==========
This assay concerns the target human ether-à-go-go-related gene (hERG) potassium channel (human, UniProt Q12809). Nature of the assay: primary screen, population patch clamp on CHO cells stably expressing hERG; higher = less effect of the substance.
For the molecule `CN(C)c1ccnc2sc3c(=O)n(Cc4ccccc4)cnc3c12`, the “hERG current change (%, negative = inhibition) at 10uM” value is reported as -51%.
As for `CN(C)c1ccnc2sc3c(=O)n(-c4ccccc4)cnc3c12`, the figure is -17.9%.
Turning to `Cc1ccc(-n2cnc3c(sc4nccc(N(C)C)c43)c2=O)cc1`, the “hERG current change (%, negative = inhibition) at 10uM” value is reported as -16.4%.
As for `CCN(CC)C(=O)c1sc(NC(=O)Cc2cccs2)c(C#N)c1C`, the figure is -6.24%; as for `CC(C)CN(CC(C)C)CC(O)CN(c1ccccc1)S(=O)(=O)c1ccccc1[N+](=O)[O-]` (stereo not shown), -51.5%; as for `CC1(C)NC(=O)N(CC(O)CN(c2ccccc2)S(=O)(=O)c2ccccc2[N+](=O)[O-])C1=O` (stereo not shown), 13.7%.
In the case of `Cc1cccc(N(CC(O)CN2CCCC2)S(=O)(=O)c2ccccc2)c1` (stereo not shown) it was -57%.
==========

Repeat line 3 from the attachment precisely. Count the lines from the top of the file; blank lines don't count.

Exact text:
As for `CN(C)c1ccnc2sc3c(=O)n(-c4ccccc4)cnc3c12`, the figure is -17.9%.